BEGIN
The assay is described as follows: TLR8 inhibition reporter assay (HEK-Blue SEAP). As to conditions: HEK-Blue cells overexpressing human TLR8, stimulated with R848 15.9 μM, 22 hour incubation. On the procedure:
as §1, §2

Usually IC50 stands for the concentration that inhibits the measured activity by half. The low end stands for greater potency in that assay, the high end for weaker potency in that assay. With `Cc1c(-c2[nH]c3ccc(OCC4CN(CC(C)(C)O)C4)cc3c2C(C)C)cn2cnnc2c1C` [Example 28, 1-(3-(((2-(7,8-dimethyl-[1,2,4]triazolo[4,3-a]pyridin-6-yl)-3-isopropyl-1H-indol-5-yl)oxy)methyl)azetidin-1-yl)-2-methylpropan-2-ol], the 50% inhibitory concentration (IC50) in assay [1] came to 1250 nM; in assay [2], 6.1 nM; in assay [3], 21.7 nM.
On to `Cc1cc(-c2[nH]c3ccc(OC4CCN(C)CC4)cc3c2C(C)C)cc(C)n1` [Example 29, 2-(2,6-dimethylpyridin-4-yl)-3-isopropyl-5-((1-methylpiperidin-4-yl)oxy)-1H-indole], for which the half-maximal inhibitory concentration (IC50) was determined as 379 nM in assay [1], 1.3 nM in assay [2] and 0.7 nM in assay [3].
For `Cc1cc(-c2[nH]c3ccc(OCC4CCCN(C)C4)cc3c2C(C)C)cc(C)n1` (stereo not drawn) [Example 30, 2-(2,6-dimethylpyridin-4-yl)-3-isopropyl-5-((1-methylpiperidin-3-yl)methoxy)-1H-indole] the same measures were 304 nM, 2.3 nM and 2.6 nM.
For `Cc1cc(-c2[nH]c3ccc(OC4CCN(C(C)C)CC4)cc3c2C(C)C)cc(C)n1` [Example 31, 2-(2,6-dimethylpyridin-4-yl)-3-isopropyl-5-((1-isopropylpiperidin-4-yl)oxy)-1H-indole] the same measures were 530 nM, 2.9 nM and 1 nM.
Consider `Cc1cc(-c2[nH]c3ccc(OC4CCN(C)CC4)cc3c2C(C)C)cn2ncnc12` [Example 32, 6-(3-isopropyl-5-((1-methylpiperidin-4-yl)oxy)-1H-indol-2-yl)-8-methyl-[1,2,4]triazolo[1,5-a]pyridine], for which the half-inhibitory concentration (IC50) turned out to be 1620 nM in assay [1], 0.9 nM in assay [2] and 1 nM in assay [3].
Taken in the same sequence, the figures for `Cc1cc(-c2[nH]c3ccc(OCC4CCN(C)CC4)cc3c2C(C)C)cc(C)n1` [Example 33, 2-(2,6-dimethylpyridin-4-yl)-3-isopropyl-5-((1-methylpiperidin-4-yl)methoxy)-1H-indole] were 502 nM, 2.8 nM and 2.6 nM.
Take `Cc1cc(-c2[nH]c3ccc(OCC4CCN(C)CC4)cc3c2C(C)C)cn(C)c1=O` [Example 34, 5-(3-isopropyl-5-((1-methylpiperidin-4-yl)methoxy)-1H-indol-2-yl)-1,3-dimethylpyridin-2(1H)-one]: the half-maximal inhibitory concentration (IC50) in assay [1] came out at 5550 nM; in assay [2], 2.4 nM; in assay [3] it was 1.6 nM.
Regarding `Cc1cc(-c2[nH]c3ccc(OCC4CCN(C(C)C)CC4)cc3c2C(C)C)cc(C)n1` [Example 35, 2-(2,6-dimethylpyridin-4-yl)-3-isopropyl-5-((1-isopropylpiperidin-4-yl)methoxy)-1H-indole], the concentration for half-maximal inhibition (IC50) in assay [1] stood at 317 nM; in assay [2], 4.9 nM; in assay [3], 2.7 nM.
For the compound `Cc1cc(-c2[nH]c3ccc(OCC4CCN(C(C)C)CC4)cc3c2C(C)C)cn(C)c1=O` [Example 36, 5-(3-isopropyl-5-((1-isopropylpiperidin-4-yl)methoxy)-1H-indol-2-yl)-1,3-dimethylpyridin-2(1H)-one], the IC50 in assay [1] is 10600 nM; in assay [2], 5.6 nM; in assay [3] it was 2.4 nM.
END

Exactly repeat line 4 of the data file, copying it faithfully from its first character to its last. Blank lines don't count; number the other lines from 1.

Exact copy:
On to `Cc1cc(-c2[nH]c3ccc(OC4CCN(C)CC4)cc3c2C(C)C)cc(C)n1` [Example 29, 2-(2,6-dimethylpyridin-4-yl)-3-isopropyl-5-((1-methylpiperidin-4-yl)oxy)-1H-indole], for which the half-maximal inhibitory concentration (IC50) was determined as 379 nM in assay [1], 1.3 nM in assay [2] and 0.7 nM in assay [3].